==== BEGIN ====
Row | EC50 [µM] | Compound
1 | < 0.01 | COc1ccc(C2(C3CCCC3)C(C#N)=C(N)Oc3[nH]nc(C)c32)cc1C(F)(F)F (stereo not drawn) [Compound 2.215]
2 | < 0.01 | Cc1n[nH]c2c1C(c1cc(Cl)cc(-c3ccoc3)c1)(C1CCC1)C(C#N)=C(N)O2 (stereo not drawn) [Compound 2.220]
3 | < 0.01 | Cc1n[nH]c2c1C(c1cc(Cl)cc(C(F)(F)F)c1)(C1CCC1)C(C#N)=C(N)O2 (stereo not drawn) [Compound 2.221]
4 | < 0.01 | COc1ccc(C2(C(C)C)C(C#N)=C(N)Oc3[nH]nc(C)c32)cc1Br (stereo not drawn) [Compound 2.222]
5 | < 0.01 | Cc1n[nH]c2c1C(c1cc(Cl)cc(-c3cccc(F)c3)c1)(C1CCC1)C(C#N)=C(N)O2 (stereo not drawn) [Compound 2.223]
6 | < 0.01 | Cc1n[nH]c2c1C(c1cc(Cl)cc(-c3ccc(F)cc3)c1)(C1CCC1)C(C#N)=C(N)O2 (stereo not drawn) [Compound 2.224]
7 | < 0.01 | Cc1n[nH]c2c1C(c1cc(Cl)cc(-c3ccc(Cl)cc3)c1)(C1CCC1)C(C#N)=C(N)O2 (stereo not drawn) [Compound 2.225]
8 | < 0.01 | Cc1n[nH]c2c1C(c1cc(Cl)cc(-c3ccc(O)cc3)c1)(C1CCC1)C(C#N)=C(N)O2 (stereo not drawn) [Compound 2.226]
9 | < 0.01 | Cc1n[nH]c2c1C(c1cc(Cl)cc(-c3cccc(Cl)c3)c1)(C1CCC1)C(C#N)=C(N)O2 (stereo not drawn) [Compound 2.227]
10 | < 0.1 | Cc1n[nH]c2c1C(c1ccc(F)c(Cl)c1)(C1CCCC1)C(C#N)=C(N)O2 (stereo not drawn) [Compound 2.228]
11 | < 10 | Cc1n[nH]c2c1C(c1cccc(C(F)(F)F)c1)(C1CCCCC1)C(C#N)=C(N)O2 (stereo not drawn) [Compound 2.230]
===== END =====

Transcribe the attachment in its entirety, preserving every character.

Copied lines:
Row | EC50 [µM] | Compound
1 | < 0.01 | COc1ccc(C2(C3CCCC3)C(C#N)=C(N)Oc3[nH]nc(C)c32)cc1C(F)(F)F (stereo not drawn) [Compound 2.215]
2 | < 0.01 | Cc1n[nH]c2c1C(c1cc(Cl)cc(-c3ccoc3)c1)(C1CCC1)C(C#N)=C(N)O2 (stereo not drawn) [Compound 2.220]
3 | < 0.01 | Cc1n[nH]c2c1C(c1cc(Cl)cc(C(F)(F)F)c1)(C1CCC1)C(C#N)=C(N)O2 (stereo not drawn) [Compound 2.221]
4 | < 0.01 | COc1ccc(C2(C(C)C)C(C#N)=C(N)Oc3[nH]nc(C)c32)cc1Br (stereo not drawn) [Compound 2.222]
5 | < 0.01 | Cc1n[nH]c2c1C(c1cc(Cl)cc(-c3cccc(F)c3)c1)(C1CCC1)C(C#N)=C(N)O2 (stereo not drawn) [Compound 2.223]
6 | < 0.01 | Cc1n[nH]c2c1C(c1cc(Cl)cc(-c3ccc(F)cc3)c1)(C1CCC1)C(C#N)=C(N)O2 (stereo not drawn) [Compound 2.224]
7 | < 0.01 | Cc1n[nH]c2c1C(c1cc(Cl)cc(-c3ccc(Cl)cc3)c1)(C1CCC1)C(C#N)=C(N)O2 (stereo not drawn) [Compound 2.225]
8 | < 0.01 | Cc1n[nH]c2c1C(c1cc(Cl)cc(-c3ccc(O)cc3)c1)(C1CCC1)C(C#N)=C(N)O2 (stereo not drawn) [Compound 2.226]
9 | < 0.01 | Cc1n[nH]c2c1C(c1cc(Cl)cc(-c3cccc(Cl)c3)c1)(C1CCC1)C(C#N)=C(N)O2 (stereo not drawn) [Compound 2.227]
10 | < 0.1 | Cc1n[nH]c2c1C(c1ccc(F)c(Cl)c1)(C1CCCC1)C(C#N)=C(N)O2 (stereo not drawn) [Compound 2.228]
11 | < 10 | Cc1n[nH]c2c1C(c1cccc(C(F)(F)F)c1)(C1CCCCC1)C(C#N)=C(N)O2 (stereo not drawn) [Compound 2.230]